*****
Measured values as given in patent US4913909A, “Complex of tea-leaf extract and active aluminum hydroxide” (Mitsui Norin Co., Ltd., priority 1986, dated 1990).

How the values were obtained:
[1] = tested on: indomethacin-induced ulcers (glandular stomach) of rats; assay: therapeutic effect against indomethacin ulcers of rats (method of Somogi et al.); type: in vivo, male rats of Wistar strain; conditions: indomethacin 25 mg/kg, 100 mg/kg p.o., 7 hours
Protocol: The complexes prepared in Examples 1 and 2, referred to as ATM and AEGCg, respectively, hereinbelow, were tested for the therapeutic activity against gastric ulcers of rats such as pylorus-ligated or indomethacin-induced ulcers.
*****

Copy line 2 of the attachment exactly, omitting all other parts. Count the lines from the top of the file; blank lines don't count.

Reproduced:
How the values were obtained: